Let’s burn food!

The kitchen at Mugaritz (by Krista – CC license)

When you look at what Michelin-starred top chefs are doing these days, it looks like everyone is into burning food. Ash is on the menu at NOMA, with celeriac rubbed in hay ash and cooked in salt-crust pastry and at MUGARITZ, with an interesting dish of brined squid and ginger, garlic paste and a broth of burnt vegetables, as well as a grilled toast of bone marrow with herbs and radish ash.

Mugaritz – Dices of brined squid, ginger garlic paste and a broth of burnt vegetables

At NOMA, MUGARITZ and EPICURE, and some others, burnt leeks can be found on the menu, as the humble leek appears to be one of the most “burnable” products available. Heston Blumental makes hay-smoked mackerel, layering hay and mackerel fillets in a fish barbecue clamp and then blowtorching the hay-fish sandwich…

Danish chef Christoffer Hruskova does beef fillet in burnt hay. He burns 500g of hay until black, blends it into a fine powder and rolls his cooked fillet of beef in the hay.

Mugaritz – Grilled toast of bone marrow with herbs and radish ash

Using a slightly less direct approach, Pascal Aussignac, at CLUB GASCON, makes a juniper ash flavoured olive oil. He roasts 10g of juniper berries, uses a blowtorch to make juniper ash and then mixes it with 400ml of olive oil.

Adam Byatt, at TRINITY, simmers partridge, adds hay to the pan, sets it alight “to get the smoky notes coming through” and finishes cooking it in the oven.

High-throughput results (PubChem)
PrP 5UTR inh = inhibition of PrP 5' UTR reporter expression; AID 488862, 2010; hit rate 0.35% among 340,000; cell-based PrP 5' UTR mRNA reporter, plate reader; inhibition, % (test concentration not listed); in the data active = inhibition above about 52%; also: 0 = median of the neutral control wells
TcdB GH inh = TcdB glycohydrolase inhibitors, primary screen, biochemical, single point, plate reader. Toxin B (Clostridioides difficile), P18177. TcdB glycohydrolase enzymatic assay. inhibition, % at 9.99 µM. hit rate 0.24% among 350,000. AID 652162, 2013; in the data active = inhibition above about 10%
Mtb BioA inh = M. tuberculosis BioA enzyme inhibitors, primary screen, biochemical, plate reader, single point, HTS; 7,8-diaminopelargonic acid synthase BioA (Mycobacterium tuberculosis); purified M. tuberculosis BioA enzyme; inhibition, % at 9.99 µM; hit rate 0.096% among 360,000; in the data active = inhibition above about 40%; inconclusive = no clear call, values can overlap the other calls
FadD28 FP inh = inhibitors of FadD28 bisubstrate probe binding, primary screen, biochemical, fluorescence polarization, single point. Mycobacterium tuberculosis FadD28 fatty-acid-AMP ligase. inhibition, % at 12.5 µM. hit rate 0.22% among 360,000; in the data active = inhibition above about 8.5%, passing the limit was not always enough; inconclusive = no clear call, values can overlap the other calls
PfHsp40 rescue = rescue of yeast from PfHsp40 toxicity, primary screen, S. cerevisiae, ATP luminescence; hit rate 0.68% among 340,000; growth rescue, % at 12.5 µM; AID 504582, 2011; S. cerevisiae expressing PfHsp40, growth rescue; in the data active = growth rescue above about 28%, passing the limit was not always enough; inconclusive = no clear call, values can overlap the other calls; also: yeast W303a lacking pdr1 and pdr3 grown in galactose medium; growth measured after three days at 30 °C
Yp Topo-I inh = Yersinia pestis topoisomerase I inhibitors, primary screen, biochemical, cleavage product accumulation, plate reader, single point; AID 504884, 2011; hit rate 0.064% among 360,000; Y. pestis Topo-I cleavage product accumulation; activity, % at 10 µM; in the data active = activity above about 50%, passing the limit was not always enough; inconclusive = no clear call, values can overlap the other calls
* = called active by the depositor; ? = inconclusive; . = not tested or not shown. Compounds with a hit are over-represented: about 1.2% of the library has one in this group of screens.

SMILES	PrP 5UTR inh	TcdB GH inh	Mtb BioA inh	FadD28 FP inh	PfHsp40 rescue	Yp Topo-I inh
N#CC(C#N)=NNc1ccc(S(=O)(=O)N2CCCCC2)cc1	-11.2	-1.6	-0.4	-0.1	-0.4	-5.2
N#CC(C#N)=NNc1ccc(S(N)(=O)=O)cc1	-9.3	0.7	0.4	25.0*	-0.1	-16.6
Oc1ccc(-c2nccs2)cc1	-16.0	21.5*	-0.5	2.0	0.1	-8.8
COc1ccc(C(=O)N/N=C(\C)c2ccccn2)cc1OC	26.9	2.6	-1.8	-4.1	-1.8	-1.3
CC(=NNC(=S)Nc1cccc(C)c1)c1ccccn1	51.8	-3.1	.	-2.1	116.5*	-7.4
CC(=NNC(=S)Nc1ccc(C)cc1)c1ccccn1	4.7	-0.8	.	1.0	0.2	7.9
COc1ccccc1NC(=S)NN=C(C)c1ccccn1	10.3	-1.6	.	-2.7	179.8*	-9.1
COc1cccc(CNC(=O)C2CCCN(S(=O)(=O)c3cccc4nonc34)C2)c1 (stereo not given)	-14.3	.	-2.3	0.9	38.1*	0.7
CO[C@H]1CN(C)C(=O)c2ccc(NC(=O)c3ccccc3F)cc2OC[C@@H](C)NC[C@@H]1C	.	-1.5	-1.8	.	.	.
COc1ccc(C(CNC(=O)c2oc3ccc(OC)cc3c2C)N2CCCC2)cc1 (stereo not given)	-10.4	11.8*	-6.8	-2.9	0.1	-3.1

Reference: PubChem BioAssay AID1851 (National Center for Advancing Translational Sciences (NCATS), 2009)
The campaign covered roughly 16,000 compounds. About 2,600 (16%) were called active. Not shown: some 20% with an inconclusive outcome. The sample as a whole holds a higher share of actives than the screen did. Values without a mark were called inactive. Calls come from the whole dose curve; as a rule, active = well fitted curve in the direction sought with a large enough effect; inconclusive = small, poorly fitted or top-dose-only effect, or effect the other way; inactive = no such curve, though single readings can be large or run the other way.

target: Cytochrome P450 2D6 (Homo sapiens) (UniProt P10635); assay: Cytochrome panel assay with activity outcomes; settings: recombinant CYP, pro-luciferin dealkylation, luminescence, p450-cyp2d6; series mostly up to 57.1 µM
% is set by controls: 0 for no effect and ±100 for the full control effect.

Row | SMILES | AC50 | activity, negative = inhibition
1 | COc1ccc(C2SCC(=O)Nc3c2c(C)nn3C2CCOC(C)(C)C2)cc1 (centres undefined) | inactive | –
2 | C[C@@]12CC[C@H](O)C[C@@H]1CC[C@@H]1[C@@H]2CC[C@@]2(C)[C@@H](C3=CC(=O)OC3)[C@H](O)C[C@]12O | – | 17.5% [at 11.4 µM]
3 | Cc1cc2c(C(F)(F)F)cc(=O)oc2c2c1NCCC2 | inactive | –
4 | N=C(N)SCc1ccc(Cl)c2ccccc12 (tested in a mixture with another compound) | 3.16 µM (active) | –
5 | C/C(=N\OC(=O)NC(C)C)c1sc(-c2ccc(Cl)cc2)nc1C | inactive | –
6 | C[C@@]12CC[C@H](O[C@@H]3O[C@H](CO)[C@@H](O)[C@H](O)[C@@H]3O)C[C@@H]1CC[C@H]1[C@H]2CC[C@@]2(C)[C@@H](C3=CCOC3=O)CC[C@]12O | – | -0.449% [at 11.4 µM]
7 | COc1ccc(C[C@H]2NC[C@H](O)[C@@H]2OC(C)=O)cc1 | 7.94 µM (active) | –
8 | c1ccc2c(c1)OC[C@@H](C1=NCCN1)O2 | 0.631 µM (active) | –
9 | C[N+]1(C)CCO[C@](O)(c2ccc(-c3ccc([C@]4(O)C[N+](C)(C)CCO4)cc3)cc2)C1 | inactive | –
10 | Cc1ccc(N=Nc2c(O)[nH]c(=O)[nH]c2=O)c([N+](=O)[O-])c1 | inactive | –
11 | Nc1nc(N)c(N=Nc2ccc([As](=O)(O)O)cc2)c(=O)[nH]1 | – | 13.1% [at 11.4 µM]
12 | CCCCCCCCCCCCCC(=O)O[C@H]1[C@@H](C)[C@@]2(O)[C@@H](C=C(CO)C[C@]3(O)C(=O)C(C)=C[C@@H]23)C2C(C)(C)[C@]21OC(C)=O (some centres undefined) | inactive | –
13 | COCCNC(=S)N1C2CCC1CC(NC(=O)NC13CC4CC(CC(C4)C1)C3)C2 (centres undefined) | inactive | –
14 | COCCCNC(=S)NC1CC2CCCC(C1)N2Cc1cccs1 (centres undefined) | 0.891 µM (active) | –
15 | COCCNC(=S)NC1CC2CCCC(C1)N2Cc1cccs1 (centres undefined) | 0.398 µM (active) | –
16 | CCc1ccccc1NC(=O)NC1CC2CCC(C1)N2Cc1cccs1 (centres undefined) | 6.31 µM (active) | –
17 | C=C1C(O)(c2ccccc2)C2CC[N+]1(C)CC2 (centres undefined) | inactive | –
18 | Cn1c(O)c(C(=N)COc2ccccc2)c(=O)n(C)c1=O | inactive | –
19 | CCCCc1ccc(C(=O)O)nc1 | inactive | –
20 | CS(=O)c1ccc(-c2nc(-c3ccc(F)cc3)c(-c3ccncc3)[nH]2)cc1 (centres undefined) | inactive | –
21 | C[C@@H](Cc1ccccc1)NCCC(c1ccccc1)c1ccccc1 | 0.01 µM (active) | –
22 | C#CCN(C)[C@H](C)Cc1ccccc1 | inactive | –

Tom Sellers, at STORY, does a dish of burnt onion, apple, gin and thyme.

Clément Leroy, at AUBERGE DU JEU DE PAUME (2 Michelin stars), cooks “burnt mackerel & pink radish”. The fish is marinated in salt and vinegar before being lightly blowtorched. The flavor is more progressive than if the flesh had been smoked and the product retains its almost raw and unadulterated nature.

“It is a technique of Japanese origin named yakisaba, explains Leroy, yaki means “grilled” and saba “mackerel”.

 

Finnish chef Mickael Viljanen, at GREENHOUSE, uses burning branches of juniper for cooking shellfish on. He also burns liquorice root until it turns amberish and roast carrots on it. As he says, “There’s so much you can do. There are no rules. Last year I got some reindeer moss and smoked that with hay and it smelt like the woodland when it came out with the venison.”

At YLAJALI (Oslo), the menu includes (or included as the restaurant is apparently closed) three “burnt” dishes: grilled leek, hazelnuts, cress & löjrom with Røros sour cream; quail eggs glazed in brown butter and leek ashes, with potatoe and leek ash chips; and mussels baked with hay (which makes me think of picnics on the beach in Brittany, with mussels carefully positioned in a single layer on a plank, then covered in hay or straw, which you set fire to).

At EPICURE (Hotel Bristol), Eric Fréchon (3 Michelin stars) cooks “grilled leeks from Ile-de-France, seaweed butter, tartare of oysters, white pear, spring onion and lemon”.

Huge leeks, as black as charcoal, are used as containers and contain a mix of the leek’s creamy pulp, whole oysters, oyster tartare, spring onions and toasted rye bread.

To round things off, here’s an interesting little recipe which I encourage you to try: Burnt onion butter

Chop a small onion, season with salt and pepper and cook, stirring occasionally and adding water if necessary, until dark brown and very soft. Let cool. Mix the butter and caramelized onion, season with salt and transfer to ramekin, smoothing the top. Meanwhile, oven grill sliced onions on a baking sheet, turning occasionally, until dry and completely blackened. Once cool, grind to a powder and finish by dusting the butter with your burnt onion powder.